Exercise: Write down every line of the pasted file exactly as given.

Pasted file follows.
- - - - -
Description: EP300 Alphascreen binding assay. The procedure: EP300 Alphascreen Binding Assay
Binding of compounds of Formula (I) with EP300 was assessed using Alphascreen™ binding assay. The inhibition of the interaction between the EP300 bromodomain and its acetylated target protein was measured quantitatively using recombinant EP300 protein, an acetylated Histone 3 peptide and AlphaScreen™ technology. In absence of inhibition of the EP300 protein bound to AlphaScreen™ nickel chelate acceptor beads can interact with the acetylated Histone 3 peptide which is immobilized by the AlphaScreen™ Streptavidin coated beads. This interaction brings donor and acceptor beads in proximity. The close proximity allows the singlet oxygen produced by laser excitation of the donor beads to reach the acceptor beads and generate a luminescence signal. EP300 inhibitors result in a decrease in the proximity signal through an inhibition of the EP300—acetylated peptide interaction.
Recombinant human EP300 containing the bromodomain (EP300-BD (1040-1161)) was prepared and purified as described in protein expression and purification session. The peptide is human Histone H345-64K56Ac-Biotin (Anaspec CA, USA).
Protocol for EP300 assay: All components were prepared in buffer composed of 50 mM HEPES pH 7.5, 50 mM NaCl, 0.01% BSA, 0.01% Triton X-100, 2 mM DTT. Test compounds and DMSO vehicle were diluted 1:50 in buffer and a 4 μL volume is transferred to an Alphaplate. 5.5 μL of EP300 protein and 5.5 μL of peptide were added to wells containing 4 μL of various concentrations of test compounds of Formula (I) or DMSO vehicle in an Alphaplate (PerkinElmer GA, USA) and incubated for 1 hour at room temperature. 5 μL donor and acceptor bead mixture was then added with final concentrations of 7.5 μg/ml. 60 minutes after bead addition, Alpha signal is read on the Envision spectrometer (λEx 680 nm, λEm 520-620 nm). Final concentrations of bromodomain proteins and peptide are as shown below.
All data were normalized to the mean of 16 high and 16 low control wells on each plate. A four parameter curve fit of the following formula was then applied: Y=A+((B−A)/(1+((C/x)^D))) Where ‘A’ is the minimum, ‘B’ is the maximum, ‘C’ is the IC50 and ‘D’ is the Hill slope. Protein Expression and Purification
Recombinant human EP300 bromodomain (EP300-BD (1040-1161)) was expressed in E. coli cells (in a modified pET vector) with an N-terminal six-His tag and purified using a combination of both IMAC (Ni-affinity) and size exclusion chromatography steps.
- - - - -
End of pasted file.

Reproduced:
Description: EP300 Alphascreen binding assay. The procedure: EP300 Alphascreen Binding Assay
Binding of compounds of Formula (I) with EP300 was assessed using Alphascreen™ binding assay. The inhibition of the interaction between the EP300 bromodomain and its acetylated target protein was measured quantitatively using recombinant EP300 protein, an acetylated Histone 3 peptide and AlphaScreen™ technology. In absence of inhibition of the EP300 protein bound to AlphaScreen™ nickel chelate acceptor beads can interact with the acetylated Histone 3 peptide which is immobilized by the AlphaScreen™ Streptavidin coated beads. This interaction brings donor and acceptor beads in proximity. The close proximity allows the singlet oxygen produced by laser excitation of the donor beads to reach the acceptor beads and generate a luminescence signal. EP300 inhibitors result in a decrease in the proximity signal through an inhibition of the EP300—acetylated peptide interaction.
Recombinant human EP300 containing the bromodomain (EP300-BD (1040-1161)) was prepared and purified as described in protein expression and purification session. The peptide is human Histone H345-64K56Ac-Biotin (Anaspec CA, USA).
Protocol for EP300 assay: All components were prepared in buffer composed of 50 mM HEPES pH 7.5, 50 mM NaCl, 0.01% BSA, 0.01% Triton X-100, 2 mM DTT. Test compounds and DMSO vehicle were diluted 1:50 in buffer and a 4 μL volume is transferred to an Alphaplate. 5.5 μL of EP300 protein and 5.5 μL of peptide were added to wells containing 4 μL of various concentrations of test compounds of Formula (I) or DMSO vehicle in an Alphaplate (PerkinElmer GA, USA) and incubated for 1 hour at room temperature. 5 μL donor and acceptor bead mixture was then added with final concentrations of 7.5 μg/ml. 60 minutes after bead addition, Alpha signal is read on the Envision spectrometer (λEx 680 nm, λEm 520-620 nm). Final concentrations of bromodomain proteins and peptide are as shown below.
All data were normalized to the mean of 16 high and 16 low control wells on each plate. A four parameter curve fit of the following formula was then applied: Y=A+((B−A)/(1+((C/x)^D))) Where ‘A’ is the minimum, ‘B’ is the maximum, ‘C’ is the IC50 and ‘D’ is the Hill slope. Protein Expression and Purification
Recombinant human EP300 bromodomain (EP300-BD (1040-1161)) was expressed in E. coli cells (in a modified pET vector) with an N-terminal six-His tag and purified using a combination of both IMAC (Ni-affinity) and size exclusion chromatography steps.